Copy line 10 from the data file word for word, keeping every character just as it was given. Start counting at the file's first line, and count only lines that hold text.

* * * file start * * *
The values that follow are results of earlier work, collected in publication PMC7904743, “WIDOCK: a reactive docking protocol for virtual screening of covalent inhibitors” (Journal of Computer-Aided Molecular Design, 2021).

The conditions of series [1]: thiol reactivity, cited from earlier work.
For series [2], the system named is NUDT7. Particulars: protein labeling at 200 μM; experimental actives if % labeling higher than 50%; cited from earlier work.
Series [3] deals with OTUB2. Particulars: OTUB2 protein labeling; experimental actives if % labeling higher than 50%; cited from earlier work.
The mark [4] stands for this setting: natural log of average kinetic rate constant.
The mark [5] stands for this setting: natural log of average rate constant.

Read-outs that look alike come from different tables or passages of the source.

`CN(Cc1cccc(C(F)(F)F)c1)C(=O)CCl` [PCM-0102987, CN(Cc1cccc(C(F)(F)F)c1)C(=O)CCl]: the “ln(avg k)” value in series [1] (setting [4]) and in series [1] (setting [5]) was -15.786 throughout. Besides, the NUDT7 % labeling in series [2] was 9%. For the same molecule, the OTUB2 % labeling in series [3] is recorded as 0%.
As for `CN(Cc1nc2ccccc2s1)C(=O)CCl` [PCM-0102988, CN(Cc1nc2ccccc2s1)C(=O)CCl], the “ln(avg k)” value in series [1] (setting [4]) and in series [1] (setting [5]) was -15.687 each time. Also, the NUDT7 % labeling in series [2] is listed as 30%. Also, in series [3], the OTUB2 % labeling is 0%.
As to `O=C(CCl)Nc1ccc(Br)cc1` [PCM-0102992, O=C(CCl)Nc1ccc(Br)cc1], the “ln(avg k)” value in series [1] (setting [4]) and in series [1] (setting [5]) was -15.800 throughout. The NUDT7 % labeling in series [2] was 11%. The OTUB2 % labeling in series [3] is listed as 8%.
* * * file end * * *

As to `O=C(CCl)Nc1ccc(Br)cc1` [PCM-0102992, O=C(CCl)Nc1ccc(Br)cc1], the “ln(avg k)” value in series [1] (setting [4]) and in series [1] (setting [5]) was -15.800 throughout. The NUDT7 % labeling in series [2] was 11%. The OTUB2 % labeling in series [3] is listed as 8%.